IR Information

Corporate Management Policy Briefing/Semi-Annual Financial Results Briefing for the 68th Fiscal Term Ended March 2008
Q & A
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Q 21   You mentioned that there is no guarantee that current good business can be continued in the future. In operating, what kind of business risks are you assuming, both inside and outside the company?
A 21


  This is rather difficult to explain with a few words, but if I can say so, Nintendo has been very fortunate for quite sometime now. We were enjoying following winds too. If the current trends go on, and if we can achieve our forecasts, our business result for this one fiscal year will be almost equal to three times the amount two years ago. But, we are afraid that our feeling may be paralyzed in many different respects. People inside our organization may be bloated and conceited with our results. How we can prevent that? How we can keep the same motivation that we used to have two or three years ago? How to maintain that kind of mindset is most important. Of course, there are many external risks. In general, we have to brush up on our ability to sense and identify changes in the winds or tides, and swiftly cope with them. There is not a single formula that can be applied to any and all contingencies. Even what worked only yesterday may not work at all tomorrow. We have to be aware of the fact that such a drastic change can actually take place more often in this industry than any others. To make our people thoroughly understand these dangers must be one of my priority jobs.

Q 22   While the total sales are just stunning, when we just look at American market, DS is showing a slower start than the other territories. I understand that you are intensifying the marketing power by expanding the offices and inviting a new EVP. How will you cope with the U.S. market from now?
A 22


  Somewhere in my mind, I am sorry for people at Nintendo of America because nobody commended them even when they were renewing their sales record for two consecutive years. It is true that the changes with DS have taken place in the Americas later than any other territories. However, it is partly due to the fact that the US has traditionally been the market to more slowly embrace new hardware. Even when DS started its explosive sales in Japan, a huge number of Game Boy Advance was still sold in the U.S. Since the Game Boy sales were contributing to the general sales of Nintendo, we feel that Nintendo in America was a bit late in seriously thinking that there will be no future for Nintendo if we cannot sell DS. However, Wii is most quickly selling in the U.S. I do not think it fair to criticize marketing people at Nintendo of America who are selling the biggest number of Wii. Apart from that kind of perspective, we have been questioning ourselves if Seattle can be appropriate for the headquarters for all the marketing and PR activities of Nintendo, when we are trying to expand the ordinary concept of the game business. We concluded that establishing our office in Silicon Valley where we can observe the rapid changes in the technologies must make sense for us and we have hired new executives at that office. One of my immediate jobs is to communicate with them so they thoroughly understand Nintendo’s culture and philosophy. As a result, we are hopeful that you will say a year from today that Nintendo’s ability to market its products in Americas have notably been intensified. We’d like to work to make that happen.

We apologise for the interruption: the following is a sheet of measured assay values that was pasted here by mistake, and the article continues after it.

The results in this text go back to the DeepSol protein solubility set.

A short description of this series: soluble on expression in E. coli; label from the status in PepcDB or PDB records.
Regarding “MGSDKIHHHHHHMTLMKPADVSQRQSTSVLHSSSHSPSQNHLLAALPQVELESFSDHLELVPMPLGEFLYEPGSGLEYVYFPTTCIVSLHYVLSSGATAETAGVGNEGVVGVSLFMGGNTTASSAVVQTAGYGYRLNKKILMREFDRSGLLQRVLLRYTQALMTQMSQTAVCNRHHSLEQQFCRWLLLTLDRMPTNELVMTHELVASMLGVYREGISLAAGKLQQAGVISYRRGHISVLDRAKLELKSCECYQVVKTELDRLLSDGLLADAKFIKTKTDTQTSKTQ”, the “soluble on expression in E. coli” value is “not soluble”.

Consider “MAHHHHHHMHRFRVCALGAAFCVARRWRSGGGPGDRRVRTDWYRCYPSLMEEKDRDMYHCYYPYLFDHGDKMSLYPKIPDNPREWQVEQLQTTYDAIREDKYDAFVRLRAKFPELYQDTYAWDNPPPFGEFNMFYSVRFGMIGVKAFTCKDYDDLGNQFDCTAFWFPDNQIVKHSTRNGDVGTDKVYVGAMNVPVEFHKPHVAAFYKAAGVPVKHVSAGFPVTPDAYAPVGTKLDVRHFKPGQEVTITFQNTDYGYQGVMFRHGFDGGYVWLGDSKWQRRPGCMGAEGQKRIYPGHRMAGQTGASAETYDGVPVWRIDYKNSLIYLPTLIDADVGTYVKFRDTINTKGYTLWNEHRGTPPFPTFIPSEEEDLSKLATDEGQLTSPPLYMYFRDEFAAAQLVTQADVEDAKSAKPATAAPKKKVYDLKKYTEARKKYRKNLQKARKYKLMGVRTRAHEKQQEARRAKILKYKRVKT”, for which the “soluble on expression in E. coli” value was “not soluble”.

Q 23   Before, you did not change the foreign currency exchange rates as a basis for financial forecasts. But for this annual fiscal term, you’ve already altered the rates twice. Have you changed your policy?
A 23


  If we didn’t have to, we would not be willing to change the rates. However, the foreign currency exchange rates change very rapidly. It has become very difficult for anyone to predict how they will change in the future at any given time. Under this circumstance, we thought that trying to adjust the expected rates closer to the actual rates in the market would be more understandable for many, and that we should consider announcing the change in the expected foreign currency exchange rates when we are required to make financial forecast modifications. For example, when we revise our financial forecasts, if the revised forecasts are based upon foreign currency exchange rates which are very different form the ones in the actual market, we also need to explain what kind of results would be expected if the most recent exchange rates would continue. That can be very hard to understand especially by ordinary shareholders. I heard that financial analysts prefer the unchanged currency exchange rates as you can analyze our performance with constant criteria, but please understand that we are opting to take this way for the convenience of our investors.

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